Super Playground – Open for Play! 

After nine months of closure, the Highland Park Super Playground has reopened! 

On August 24th, a grand reopening celebration was hosted by the Highland Park Community Council along with the City of Pittsburgh. Hundreds of neighbors and families gathered to enjoy a beautiful first day of play. The event kicked off with an official ribbon-cutting with words from Andrea Ketzel (the project lead for the new playground from the City of Pittsburgh), Monica Watt (longtime Super-Playground caretaker and HPCC playground committee member), Marsha Kolbe and Roseanne Levine (the two Highland Park prior-residents who led the creation of the original Super Playground), as well as Mayor Ed Gainey and Highland Park city councilperson Deb Gross.

The weather was gorgeous for the opening and the new playground glowed under the sun, filled with kids climbing, running, swinging and laughing.  A large, playful balloon arch and balloon bouquets added to the festive view, contributed by Von Walter + FUNKballoon. Under the Maple Grove shelter, kids enjoyed free treats from Vinnie’s Shaved Ice, as well as face painting and temporary tattoos from artists with PGH Party Creations, all sponsored by the Highland Park Community Council. 

The new playground retains the wooden, natural-play feel of the original Super Playground, a key expressed desire of the community. It also has some new elements including individual and group bouncers, a scramble area with wooden stumps, and both large and small boat play structures. The ground around the playground is now squishy, safe for running (or falling!) and easy to navigate with a stroller or wheelchair. There are more varieties of swings, including a large-spider swing that can hold multiple people, two double swings that kids and adults can ride together, and two toddler swings. Surrounding the perimeter of the new playground are several picnic tables and a number of custom wood benches made from reclaimed wood – some of which came from the older trees around the playground which had to be removed due to their condition when construction began.

At the front of the playground glimmers the new community garden mosaic sign, created in partnership with the Pittsburgh Glass Center. The sign reads “Highland Park Super Playground” in mirrored letters surrounded by colorful flowers made by community members. If you or a loved one joined us for the mosaic flower-making events earlier this summer, you can find your flower on the online mosaic guide. There, you’ll also find photo albums of the mosaic-making, playground construction and the grand opening, as well as a link to purchase a special commemorative Highland Park flower mosaic kit from Pittsburgh Glass Center to make and keep at home.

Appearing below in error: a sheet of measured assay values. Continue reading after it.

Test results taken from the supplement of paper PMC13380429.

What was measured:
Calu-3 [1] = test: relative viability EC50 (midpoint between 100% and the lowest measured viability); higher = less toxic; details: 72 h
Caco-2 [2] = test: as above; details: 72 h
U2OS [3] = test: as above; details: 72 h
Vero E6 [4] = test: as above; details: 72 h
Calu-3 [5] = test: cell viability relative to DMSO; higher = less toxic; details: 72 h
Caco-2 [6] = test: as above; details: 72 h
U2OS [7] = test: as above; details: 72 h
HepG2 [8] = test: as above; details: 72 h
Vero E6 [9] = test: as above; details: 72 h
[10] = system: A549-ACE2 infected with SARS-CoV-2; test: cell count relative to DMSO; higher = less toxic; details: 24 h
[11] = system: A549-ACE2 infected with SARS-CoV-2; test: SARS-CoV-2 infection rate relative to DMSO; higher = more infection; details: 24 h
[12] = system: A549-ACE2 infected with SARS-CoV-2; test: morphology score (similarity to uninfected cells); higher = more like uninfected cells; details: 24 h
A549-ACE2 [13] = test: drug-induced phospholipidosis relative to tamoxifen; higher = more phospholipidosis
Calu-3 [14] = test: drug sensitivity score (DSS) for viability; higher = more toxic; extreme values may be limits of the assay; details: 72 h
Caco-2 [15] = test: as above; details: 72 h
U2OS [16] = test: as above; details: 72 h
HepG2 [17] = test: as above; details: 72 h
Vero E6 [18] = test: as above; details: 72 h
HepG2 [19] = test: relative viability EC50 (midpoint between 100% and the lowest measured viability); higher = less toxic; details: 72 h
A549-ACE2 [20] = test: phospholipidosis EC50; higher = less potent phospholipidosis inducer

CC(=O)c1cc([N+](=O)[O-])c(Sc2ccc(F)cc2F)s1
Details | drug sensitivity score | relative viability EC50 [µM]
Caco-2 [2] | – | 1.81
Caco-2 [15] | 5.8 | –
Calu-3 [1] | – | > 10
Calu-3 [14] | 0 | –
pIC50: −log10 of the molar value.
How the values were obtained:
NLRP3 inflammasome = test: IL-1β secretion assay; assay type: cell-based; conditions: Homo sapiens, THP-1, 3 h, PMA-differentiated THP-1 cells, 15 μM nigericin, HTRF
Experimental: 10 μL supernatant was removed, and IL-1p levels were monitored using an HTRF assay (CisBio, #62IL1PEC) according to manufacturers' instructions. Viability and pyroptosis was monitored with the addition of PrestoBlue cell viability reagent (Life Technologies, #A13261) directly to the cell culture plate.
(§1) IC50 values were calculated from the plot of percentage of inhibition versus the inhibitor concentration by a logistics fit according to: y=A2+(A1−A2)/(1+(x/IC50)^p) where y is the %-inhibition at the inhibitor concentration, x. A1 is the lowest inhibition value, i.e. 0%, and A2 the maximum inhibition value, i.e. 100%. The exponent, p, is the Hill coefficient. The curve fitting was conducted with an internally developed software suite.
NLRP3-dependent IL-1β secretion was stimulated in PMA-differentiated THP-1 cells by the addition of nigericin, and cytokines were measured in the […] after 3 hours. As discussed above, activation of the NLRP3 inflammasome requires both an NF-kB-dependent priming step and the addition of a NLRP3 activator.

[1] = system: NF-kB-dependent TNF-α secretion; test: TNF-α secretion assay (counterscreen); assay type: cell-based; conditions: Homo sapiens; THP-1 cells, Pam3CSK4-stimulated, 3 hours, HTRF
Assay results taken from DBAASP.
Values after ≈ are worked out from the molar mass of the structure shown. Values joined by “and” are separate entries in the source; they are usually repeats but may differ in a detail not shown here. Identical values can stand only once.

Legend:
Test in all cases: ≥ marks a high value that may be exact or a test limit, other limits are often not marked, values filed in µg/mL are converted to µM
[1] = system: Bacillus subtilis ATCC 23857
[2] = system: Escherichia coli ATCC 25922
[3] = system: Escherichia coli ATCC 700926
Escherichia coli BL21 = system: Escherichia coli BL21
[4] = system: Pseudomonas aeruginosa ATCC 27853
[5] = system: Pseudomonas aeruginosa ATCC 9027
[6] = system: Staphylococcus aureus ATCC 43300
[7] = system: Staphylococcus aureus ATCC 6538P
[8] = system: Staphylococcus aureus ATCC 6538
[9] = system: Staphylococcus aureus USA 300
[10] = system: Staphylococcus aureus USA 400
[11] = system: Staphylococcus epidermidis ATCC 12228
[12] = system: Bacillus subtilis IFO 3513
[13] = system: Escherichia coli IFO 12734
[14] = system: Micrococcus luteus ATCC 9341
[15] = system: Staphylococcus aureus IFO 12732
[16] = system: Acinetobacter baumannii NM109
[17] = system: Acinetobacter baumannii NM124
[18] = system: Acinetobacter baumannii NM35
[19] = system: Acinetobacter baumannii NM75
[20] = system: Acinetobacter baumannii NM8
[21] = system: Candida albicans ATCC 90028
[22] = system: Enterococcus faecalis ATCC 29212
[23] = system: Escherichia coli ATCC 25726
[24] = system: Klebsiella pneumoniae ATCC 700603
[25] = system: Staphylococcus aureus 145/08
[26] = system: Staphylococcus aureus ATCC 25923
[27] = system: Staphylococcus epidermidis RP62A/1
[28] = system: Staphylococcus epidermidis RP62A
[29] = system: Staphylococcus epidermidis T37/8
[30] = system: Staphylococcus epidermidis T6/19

Additional changes to the playground are coming this fall. Over 40 new trees will be planted in and around the playground once the weather is more consistently cool. Pittsburgh Glass Center will also be installing a dozen small “hidden mosaics” inspired by ideas submitted by kids and community members last year. 

The large tunnel near the playground will continue to be under construction until next summer. Once that is complete, the road around the reservoir will open again to traffic. Over the next few years we also will hopefully be seeing improvement to the paths leading to and from the playground. 

The HPCC would like to thank all the community members who provided input for the new playground design, online or during the multiple community design meetings. We’d also especially like to recognize our playground committee members, who spent the last two years working with the City of Pittsburgh to keep the community connected, involved, and informed about the redesign project: Sabrina Culyba, Mac Lynch, Betsy Rogerson and Monica Watt.